31%

European inflation 6%

34%

41%

34%

European economic growth

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34%

63%

30%

40%

50%

60%

70%

80%

90%

100%

FED SURVEY
January 27, 2015
20. Relative to your expectations, the QE program announced by
the ECB was:
70%

63%
60%

50%

40%

28%

30%

20%

9%

10%

0%
More aggressive

CNBC Fed Survey January 27, 2015


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Less aggressive

As expected

FED SURVEY
January 27, 2015
21. The ECB will hit its 2% inflation target within:
40%

34%

35%

30%

25%

22%
20%

16%
15%

13%

13%

10%

5%

3%

0%
One year

Two years

Three years

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Four years

Five or more
Don't
years
know/unsure

FED SURVEY
January 27, 2015
22. European QE announced Thursday makes a Fed rate hike:
70%

63%
60%

50%

40%

30%

25%

20%

13%
10%

0%
More likely

CNBC Fed Survey January 27, 2015


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Less likely

No effect

FED SURVEY
January 27, 2015
23. How much concern do you have that economic weakness in
Europe could create wider global risks?
(1=Not concerned at all, 10=Highest level of concern)

Sep 16

Oct 28

Dec 16

Jan 27 '15

10

5.4

5.4

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4.8

5.0

FED SURVEY
January 27, 2015
24. Has the U.S. stock market already discounted a fed funds rate
hike by the Federal Reserve next year?
Dec 16

Jan 27

60%

56%
53%
50%

40%

36%

38%

30%

20%

8%

10%

9%

0%
Yes

CNBC Fed Survey January 27, 2015


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No

Don't know/unsure

FED SURVEY
January 27, 2015
25. What is the single biggest threat facing the U.S. economic
recovery?
Apr 30

Jun 18

Jul 30

Mar 18

Apr 28

Jul 29

0%

5%

Sep 17

Oct 29

Sep 16

Oct 28

10%

15%

Dec 17

Jan 28 '14

Dec 16

Jan 27 '15

20%

25%

30%

35%

40%

45%

European recession/financial crisis


Tax/regulatory policies
Slow job growth
Inflation

Deflation
Debt ceiling
Rise in interest rates
Geopolitical risks

Global economic weakness


Slow wage growth
Other
Don't know/unsure
Global
Rise in
Slow wage
Geopolitic
economic
interest
growth
al risks
weakness
rates

European
Tax/regula
recession/
tory
financial
policies
crisis
31%
20%

Don't
know/uns
ure

Other

Apr 30

0%

11%

2%

2%

0%

20%

Jun 18

0%

13%

0%

3%

3%

20%

28%

15%

Jul 30

4%

14%

10%

2%

2%

0%

22%

30%

8%

Sep 17

2%

7%

18%

4%

0%

2%

22%

27%

4%

Oct 29

0%

13%

8%

3%

3%

3%

24%

29%

8%

Dec 17

2%

2%

15%

2%

0%

2%

29%

32%

5%

Jan 28 '14

0%

21%

12%

0%

0%

2%

30%

21%

7%

Mar 18

0%

18%

5%

0%

5%

3%

26%

23%

10%

Apr 28

0%

13%

18%

8%

0%

5%

3%

21%

26%

3%

Jul 29

3%

12%

12%

12%

0%

3%

6%

12%

29%

12%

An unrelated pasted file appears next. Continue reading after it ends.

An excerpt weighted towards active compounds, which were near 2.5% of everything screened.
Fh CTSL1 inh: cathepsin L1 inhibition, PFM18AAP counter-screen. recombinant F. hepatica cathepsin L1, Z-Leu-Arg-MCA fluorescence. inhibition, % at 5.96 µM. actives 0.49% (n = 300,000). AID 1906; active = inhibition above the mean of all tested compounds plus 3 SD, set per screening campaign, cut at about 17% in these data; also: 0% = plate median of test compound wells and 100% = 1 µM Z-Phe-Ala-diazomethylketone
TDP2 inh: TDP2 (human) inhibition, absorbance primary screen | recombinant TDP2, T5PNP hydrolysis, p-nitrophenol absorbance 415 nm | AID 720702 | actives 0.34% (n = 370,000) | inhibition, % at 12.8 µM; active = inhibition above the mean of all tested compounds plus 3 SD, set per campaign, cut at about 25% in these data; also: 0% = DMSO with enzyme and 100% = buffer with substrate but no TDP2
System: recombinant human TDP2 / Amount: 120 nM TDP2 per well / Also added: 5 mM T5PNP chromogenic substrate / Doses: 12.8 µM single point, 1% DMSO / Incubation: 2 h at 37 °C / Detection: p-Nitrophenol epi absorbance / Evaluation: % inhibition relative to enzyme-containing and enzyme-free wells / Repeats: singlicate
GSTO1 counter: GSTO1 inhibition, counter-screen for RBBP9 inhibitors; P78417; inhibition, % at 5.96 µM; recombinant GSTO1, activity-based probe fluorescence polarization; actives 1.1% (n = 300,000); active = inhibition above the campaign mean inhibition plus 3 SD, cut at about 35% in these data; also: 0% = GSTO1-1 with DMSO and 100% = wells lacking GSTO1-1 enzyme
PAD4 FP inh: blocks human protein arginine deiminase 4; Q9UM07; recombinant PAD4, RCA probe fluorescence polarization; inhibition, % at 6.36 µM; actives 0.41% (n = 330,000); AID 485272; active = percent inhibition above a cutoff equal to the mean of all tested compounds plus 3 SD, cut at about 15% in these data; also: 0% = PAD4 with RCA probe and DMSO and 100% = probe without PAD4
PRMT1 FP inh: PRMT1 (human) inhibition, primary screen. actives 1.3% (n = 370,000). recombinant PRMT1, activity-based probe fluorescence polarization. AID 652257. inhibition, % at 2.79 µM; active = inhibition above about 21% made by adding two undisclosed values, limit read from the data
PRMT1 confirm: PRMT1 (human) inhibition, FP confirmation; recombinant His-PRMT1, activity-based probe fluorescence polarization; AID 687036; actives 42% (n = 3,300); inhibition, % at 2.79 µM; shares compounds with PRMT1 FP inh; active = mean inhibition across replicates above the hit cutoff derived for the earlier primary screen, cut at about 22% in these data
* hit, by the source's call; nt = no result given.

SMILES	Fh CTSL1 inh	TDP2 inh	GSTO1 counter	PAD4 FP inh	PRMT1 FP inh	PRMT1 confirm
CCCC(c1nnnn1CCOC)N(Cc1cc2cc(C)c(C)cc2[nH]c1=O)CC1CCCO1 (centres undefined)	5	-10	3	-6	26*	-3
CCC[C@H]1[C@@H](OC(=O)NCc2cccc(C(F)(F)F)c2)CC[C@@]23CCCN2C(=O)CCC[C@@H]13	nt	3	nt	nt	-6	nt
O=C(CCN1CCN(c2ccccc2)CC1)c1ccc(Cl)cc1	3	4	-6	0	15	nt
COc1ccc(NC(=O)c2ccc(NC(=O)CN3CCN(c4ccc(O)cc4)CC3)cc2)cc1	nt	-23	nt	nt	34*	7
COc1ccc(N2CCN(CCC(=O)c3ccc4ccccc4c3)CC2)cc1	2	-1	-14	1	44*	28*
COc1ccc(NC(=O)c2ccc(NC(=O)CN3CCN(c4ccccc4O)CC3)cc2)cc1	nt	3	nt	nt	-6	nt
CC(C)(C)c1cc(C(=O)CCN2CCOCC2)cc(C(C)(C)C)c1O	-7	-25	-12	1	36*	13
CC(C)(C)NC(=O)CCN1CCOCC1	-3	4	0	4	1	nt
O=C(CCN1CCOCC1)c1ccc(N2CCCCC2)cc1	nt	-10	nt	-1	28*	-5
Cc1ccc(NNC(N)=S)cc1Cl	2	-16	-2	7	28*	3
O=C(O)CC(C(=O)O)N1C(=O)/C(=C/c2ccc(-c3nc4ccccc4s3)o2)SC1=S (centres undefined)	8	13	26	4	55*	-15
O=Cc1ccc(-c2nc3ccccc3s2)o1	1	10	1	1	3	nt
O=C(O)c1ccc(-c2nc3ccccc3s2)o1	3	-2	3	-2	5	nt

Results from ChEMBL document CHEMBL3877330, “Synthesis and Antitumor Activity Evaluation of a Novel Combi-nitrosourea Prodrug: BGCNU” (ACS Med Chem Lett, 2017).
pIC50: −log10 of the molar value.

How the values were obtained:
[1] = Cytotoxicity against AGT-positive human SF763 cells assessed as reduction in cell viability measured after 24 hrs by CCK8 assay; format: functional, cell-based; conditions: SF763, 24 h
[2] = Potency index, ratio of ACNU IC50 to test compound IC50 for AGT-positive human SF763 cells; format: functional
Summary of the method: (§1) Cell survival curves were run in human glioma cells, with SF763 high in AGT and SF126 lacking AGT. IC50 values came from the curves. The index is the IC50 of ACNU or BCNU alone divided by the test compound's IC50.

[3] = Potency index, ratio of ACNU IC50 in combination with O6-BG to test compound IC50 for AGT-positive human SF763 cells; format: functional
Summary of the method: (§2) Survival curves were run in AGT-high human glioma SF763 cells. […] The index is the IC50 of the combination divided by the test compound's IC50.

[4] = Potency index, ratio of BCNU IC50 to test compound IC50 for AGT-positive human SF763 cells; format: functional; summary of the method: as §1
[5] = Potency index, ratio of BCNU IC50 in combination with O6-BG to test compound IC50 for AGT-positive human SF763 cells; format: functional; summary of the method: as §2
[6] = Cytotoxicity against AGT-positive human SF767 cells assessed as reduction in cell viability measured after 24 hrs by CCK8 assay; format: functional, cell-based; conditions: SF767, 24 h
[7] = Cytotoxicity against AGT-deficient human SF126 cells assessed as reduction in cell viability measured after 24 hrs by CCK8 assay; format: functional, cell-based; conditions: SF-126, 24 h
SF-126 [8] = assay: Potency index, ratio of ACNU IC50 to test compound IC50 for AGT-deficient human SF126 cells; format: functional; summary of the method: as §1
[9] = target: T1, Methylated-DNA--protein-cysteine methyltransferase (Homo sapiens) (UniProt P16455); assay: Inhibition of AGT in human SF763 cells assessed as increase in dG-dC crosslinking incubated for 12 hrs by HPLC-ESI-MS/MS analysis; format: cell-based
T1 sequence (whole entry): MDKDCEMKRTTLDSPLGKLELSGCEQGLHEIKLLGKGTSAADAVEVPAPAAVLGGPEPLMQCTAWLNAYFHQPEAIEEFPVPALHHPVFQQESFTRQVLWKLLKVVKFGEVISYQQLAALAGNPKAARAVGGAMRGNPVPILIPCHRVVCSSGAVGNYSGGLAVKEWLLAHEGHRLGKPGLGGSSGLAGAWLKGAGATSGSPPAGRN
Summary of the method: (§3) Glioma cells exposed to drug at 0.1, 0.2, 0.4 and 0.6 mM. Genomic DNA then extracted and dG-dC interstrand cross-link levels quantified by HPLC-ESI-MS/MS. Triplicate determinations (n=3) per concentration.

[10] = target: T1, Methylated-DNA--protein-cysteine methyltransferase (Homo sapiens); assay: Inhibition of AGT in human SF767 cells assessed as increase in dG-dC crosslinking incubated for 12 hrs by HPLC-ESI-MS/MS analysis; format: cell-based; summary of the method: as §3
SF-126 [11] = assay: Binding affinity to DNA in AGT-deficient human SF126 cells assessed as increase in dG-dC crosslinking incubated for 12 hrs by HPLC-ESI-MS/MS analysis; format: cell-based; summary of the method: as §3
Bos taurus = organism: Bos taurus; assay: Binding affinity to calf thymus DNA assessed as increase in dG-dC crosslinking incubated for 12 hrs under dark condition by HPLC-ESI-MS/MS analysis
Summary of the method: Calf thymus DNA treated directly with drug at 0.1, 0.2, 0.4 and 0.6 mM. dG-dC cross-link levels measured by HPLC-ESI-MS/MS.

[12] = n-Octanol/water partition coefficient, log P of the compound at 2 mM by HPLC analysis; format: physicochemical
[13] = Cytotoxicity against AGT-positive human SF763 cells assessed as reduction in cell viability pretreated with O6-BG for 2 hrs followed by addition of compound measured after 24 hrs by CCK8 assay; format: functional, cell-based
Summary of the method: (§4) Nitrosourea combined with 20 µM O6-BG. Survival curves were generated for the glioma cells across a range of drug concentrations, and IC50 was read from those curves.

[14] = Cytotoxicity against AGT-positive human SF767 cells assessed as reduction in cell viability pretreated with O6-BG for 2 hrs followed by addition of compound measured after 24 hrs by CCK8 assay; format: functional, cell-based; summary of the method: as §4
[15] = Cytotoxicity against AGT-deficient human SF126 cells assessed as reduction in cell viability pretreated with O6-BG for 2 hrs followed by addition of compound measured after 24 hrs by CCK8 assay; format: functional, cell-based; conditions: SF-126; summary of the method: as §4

Sep 16

3%

11%

11%

6%

0%

3%

6%

29%

26%

6%

Oct 28

3%

8%

8%

10%

0%

3%

3%

15%

18%

31%

Dec 16

0%

3%

14%

3%

0%

6%

3%

14%

14%

40%

Jan 27 '15

0%

16%

16%

6%

0%

0%

0%

9%

13%

0%

6%

41%

CNBC Fed Survey January 27, 2015


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Debt
ceiling

Deflation Inflation

Slow job
growth

FED SURVEY
January 27, 2015
Other responses:
"Fears" of FED

SURVEY

inflation/overheat/is
Fed behindApril
the curve 30,

Chinese economic or
fiscal problems

Entitlements
Rising dollar

Congress

26. In the next 12 months, what percent probability do you


place on the U.S. entering recession? (0%=No chance of
recession, 100%=Certainty of recession)
40%
36.1%

35%
34.0%

30%

28.5%

25.9%

25%

26.0%

25.5%

20%

20.3%

20.6%

20.4%

18.4%

18.2%

16.9%

19.1%
17.6%

15%

16.9%
16.2%
15.2%

17.3%
15.3%

16.2%
15.1%
15.0%

14.6%

13.6%
13.0%

10%

5%

0%

Aug
Jan
11, Sep Oct 23, Mar Apr
201 19 31 201 16 24
1
2

Jul
31

Jan
Sep Dec 29, Mar Apr
12
11 201 19 30
3

Jun
18

Jul
30

Jan
Sep Oct Dec 28 Mar Apr
6
29
17 201 18 28
4

Jul
29

Sep Oct Dec


16 28
16

Jan
27
'15

Series1 34.0 36.1 25.5 20.3 19.1 20.6 25.9 26.0 28.5 20.4 17.6 18.2 15.2 16.2 16.9 18.4 17.3 15.3 16.9 14.6 16.2 15.0 15.1 13.6 13.0

Survey Dates

CNBC Fed Survey January 27, 2015


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FED SURVEY
January 27, 2015
27. What is your primary area of interest?

FED SURVEY
April 30,
Other
22%

Currencies
0%
Fixed Income
16%

Economics
53%

Equities
9%

Comments:
John Donaldson, Haverford Trust Co.: The FOMC is in a terrible
spot here. They need to begin to normalize rates so they have the
full range of tools available if/when they need them in the next cycle.
The markets seem to think that even adjusting policy rates to 1% is
equivalent to an economy-choking tightening. No matter where the
Fed takes the Funds rate, it would still be an exceptionally
accommodative policy.
Mike Englund, Action Economics: As the world's central banks
continue to swap sovereign term-debt with overnight central bank
reserve credit, forcing lenders to bid up the price of the remaining